“I met [Cafetto Managing Director] Chris Short many times. He is a very nice person who really cares about coffee,” John says. “While working at roasteries and cafés, we always used Cafetto Evo to maintain our own machines and recommended it to our customers, because it’s specifically designed for coffee, and it works.”
His experience judging, consulting, and training showed John the value of sharing his knowledge with young and passionate baristas.
“I enjoy connecting with my trainees, and seeing their improvement over time, whether that’s in daily operations or overall coffee skills,” he says. “It also feels meaningful to train and inspire the next generation of baristas.”
John launched Academy Roastery Café (ARC) in 2015 to explore this newfound passion. The venue emphasised training new baristas, with many participants going on to compete in or win Singapore’s coffee competitions. One such trainee was Andrea Tan, who won the first Singapore Brewers Cup in 2015. John succeeded her as the Singapore Brewers Cup Champion in 2016.
After a successful few years, ARC ended operations in 2018. Not long after, John’s former boss Keith offered him a new opportunity. In 2017, Keith had launched Caffeine Solutions, distributing coffee equipment to Singaporean hospitality venues, and wanted to expand into the larger Indonesian market. He needed a knowledgeable coffee professional to head up Caffeine Solutions’ office in Jakarta and John took up the opportunity, moving to Indonesia in April 2019.
“I was excited to work for Keith again,” he says. “While Caffeine Solutions’ focus is selling coffee machines, we operate a training centre where I still get to share my knowledge and help our customers train their baristas to the next level.”
John says Indonesia’s coffee scene is in a state of rapid growth, with consumers expressing an increased appreciation for specialty coffee.
“The coffee culture has definitely improved a lot in the last few years,” he says. “[Though Jakarta] is not quite yet at the level of the world’s coffee capitals like London, New York, and Melbourne.”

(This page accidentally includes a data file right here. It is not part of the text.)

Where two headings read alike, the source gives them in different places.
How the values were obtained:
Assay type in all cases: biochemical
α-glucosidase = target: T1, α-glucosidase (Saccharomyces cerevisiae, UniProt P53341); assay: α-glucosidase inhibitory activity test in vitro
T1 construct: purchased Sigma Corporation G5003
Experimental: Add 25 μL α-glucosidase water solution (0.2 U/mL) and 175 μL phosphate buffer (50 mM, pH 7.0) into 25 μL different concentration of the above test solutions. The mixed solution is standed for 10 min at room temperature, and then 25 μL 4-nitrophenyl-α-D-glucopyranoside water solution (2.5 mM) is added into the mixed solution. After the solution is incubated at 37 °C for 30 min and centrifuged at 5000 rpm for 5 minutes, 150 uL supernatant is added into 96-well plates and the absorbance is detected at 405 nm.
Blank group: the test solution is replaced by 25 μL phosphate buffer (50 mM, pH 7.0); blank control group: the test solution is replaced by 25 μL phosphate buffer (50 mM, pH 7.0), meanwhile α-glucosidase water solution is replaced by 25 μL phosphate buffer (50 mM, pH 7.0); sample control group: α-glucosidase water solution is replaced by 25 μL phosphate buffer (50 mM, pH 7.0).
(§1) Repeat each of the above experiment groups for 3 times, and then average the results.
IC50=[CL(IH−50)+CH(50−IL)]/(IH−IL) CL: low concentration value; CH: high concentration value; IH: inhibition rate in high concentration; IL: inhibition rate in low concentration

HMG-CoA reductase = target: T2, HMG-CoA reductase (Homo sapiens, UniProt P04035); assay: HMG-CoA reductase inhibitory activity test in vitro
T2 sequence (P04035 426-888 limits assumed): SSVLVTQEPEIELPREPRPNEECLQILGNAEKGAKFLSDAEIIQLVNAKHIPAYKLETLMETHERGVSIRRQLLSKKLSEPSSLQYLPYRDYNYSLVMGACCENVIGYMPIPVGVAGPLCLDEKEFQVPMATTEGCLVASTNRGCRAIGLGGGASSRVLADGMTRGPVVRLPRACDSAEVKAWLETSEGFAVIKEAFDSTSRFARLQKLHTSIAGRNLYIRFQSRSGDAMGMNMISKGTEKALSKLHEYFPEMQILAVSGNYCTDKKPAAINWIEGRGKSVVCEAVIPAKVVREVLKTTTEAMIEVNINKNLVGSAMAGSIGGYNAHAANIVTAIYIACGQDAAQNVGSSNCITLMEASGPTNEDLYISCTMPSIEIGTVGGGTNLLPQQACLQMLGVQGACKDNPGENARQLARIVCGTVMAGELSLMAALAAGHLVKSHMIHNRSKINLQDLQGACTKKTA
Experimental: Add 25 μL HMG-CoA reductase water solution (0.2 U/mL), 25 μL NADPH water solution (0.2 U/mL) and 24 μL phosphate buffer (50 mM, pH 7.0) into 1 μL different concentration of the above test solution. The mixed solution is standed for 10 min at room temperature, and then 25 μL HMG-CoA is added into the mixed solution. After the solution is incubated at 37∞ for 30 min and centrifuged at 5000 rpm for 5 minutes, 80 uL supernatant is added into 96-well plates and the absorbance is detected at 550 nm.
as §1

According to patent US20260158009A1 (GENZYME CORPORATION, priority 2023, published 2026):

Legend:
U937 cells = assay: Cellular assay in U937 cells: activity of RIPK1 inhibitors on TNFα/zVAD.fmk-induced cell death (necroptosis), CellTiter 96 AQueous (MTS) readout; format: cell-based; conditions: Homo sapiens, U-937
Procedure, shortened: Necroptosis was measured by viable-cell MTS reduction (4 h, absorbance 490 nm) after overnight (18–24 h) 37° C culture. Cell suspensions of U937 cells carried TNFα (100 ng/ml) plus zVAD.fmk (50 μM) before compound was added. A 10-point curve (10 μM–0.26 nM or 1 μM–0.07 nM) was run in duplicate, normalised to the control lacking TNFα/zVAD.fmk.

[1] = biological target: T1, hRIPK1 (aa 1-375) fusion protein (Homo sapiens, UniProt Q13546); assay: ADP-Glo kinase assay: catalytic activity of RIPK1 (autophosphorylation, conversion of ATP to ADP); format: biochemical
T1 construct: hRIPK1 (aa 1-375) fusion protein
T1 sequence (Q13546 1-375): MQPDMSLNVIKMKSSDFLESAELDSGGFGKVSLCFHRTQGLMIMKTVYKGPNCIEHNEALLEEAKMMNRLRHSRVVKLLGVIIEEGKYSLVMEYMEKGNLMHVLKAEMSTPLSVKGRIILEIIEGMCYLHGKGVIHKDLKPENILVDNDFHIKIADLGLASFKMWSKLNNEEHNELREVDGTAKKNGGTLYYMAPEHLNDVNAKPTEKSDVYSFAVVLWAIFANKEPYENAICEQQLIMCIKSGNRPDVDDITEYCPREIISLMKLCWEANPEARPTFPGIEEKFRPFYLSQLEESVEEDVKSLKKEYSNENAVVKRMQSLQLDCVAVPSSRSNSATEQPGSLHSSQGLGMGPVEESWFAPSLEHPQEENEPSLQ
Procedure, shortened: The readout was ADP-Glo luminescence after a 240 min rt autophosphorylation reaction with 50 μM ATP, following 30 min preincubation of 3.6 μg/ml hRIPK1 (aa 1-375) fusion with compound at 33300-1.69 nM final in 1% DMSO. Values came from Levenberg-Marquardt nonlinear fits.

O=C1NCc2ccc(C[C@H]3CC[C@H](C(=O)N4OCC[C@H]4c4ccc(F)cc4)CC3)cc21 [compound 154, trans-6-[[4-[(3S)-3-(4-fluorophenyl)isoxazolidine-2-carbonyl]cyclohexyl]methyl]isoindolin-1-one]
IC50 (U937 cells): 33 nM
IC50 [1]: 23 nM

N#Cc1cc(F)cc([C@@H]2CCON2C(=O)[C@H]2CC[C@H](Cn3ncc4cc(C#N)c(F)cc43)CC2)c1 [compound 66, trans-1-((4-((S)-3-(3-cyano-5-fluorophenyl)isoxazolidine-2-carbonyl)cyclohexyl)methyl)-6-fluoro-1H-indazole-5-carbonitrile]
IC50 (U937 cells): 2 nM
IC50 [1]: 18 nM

Singapore, on the other hand, is progressing at a slower rate.
“There are a few cafés serving top notch coffees, but not as many. The general market is still more commercial and the number of coffee drinkers who appreciate specialty coffee is small. It’s increasing, but it’s still early,” John says. Indonesia faces its own challenges.
“They are a producing country and the government wants to protect the livelihood of its farmers, so coffee roasters pay a high amount of tax to import coffee,” John says. “The market is still very used to Indonesian coffee and has had very little exposure to coffees from places like Colombia, Panama, and El Salvador. Only some of the bigger roasters can afford to bring that coffee in.”
With the WBC taking place in Melbourne again in 2020, John says he may soon return to Australia, this time as a competitor.
“I’ve had very little origin focus in my past routines and am planning a trip soon. I hope to really get involved in the processing of the coffee,” he says. “I’m giving myself until the end of the year to decide if I’ll compete, and to find the right coffee.”
This article appears in FULL in the August edition of BeanScene Magazine. Subscribe HERE.